Automotive industry

Mexico to seek expert panel to resolve auto dispute with US, Auto News and ET Auto

Mexico favors a more flexible interpretation of auto industry regulation than the United States, which has called for an overhaul of NAFTA to protect US manufacturing jobs.

Mexico plans to seek arbitration from a panel of experts to resolve a latent dispute with the United States over the interpretation of rules of origin in the auto industry, three people familiar with the matter said Tuesday.

Mexico would like the expert group to clarify its differences with the United States on how to apply automotive content requirements under the United States-Mexico-Canada Agreement (USMCA), which under- trending trade in North America.

Mexico’s Economy Ministry, which has taken a firm stand with the United States in the auto dispute, did not immediately respond to a request for comment on its plans.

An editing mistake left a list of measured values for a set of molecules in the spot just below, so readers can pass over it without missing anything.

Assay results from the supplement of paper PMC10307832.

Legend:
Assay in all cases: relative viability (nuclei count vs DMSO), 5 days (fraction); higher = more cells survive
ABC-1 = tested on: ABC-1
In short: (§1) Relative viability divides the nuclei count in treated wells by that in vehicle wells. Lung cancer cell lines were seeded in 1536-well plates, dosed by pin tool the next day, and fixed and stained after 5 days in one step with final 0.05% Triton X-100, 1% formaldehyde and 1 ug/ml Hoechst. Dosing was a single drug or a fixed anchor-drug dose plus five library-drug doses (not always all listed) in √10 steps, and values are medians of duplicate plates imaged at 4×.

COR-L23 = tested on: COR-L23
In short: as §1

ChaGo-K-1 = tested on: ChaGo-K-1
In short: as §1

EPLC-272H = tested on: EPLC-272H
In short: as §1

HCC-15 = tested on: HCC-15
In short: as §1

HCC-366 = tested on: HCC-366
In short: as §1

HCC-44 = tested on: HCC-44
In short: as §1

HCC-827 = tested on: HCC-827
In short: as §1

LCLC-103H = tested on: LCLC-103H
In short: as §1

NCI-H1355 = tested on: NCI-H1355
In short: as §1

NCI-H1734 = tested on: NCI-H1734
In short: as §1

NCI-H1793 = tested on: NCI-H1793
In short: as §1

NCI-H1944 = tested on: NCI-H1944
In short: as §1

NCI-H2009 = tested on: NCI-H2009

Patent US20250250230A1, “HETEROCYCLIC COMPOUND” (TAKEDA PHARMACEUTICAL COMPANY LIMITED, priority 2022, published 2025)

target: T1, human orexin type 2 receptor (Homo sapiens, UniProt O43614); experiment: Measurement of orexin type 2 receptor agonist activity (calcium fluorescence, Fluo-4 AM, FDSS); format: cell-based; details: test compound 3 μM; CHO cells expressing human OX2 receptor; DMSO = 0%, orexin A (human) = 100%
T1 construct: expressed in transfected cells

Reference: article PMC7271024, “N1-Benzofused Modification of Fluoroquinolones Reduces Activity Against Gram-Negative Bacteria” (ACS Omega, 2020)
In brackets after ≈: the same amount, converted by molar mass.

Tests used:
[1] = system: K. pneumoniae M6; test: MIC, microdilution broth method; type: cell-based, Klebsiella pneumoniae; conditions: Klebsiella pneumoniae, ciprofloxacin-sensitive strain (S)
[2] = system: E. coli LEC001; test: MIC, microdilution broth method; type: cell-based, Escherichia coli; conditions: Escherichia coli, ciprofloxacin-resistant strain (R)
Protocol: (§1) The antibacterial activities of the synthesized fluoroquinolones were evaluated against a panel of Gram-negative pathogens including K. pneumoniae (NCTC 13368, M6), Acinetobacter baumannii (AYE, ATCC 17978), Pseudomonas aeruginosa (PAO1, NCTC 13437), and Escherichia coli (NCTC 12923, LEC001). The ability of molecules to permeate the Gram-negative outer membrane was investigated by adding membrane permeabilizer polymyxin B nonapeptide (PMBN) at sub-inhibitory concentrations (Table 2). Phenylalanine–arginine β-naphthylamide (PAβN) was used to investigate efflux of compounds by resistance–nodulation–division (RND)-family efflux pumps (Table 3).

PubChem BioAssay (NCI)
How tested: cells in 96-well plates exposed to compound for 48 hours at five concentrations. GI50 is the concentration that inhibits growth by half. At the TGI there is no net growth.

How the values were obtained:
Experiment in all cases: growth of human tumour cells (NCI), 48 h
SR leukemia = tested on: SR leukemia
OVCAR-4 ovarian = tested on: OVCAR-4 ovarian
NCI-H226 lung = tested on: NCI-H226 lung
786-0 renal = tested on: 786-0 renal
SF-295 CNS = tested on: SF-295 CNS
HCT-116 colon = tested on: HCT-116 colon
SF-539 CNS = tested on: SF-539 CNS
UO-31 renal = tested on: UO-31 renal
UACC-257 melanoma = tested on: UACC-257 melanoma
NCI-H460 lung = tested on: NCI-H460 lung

Using the panel would escalate the fight over auto content rules, which were at the heart of former US President Donald Trump’s drive to replace the North American Free Trade Agreement (NAFTA) with what has become the USMCA. Mexico favors a more flexible interpretation of auto industry regulation than the United States, which has called for an overhaul of NAFTA to protect US manufacturing jobs.

US unions argue that jobs have migrated to lower-cost Mexican factories since NAFTA came into effect in 1994. On August 20, the Mexican government requested that the United States initiate formal consultations on the dispute. . Under USMCA rules, if no agreement is reached within 75 days of the request, the case is referred to the panel.

A panel is generally made up of five members chosen from a list of people previously established by the signatories of the agreement. If desired, a panel of three can be agreed. The Mexican government said this month that it has begun formal consultations with the United States on the interpretation of the rules. Canada has also disagreed with the United States on how auto rules are enforced under the USMCA.

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